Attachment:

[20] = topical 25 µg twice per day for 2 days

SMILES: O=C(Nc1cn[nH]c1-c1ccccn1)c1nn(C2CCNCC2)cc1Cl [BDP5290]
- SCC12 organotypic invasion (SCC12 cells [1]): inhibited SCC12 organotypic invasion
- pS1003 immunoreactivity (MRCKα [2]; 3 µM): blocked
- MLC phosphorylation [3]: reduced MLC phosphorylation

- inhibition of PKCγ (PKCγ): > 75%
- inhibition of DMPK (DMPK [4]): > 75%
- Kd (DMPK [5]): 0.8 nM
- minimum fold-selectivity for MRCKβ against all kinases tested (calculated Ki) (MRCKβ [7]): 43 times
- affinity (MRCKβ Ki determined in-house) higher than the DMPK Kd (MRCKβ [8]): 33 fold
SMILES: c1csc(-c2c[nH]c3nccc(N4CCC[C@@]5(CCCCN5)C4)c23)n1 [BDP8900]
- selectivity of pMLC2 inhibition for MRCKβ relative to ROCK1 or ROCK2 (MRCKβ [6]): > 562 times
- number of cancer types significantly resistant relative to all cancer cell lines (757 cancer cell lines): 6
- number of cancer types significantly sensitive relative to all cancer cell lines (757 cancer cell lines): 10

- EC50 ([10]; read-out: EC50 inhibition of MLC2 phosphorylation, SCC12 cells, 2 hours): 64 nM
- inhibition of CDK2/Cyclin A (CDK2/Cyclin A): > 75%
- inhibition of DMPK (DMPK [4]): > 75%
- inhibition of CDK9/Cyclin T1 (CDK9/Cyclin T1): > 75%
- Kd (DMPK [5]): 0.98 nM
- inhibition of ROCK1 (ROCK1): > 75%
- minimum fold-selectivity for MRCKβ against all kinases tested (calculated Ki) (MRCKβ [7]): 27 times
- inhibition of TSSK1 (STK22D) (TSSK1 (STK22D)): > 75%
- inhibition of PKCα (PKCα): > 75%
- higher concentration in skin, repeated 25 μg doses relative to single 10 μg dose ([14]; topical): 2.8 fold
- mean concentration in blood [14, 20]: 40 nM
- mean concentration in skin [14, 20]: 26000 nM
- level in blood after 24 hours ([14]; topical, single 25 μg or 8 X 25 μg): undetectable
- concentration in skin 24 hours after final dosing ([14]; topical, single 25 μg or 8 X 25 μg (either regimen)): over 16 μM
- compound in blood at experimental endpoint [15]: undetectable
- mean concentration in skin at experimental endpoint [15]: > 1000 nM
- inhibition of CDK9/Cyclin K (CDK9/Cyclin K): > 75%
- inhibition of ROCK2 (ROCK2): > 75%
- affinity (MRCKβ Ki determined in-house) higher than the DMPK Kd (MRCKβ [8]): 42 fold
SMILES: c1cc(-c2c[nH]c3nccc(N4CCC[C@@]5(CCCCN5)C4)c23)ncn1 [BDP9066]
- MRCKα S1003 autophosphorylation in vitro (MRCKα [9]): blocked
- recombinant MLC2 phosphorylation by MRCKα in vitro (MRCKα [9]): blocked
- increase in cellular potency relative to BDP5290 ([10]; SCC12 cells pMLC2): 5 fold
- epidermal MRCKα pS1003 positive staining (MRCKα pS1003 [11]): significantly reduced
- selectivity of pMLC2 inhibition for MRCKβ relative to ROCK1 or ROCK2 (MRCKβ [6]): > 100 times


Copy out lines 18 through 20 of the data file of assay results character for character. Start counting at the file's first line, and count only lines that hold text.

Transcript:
- inhibition of CDK9/Cyclin T1 (CDK9/Cyclin T1): > 75%
- Kd (DMPK [5]): 0.98 nM
- inhibition of ROCK1 (ROCK1): > 75%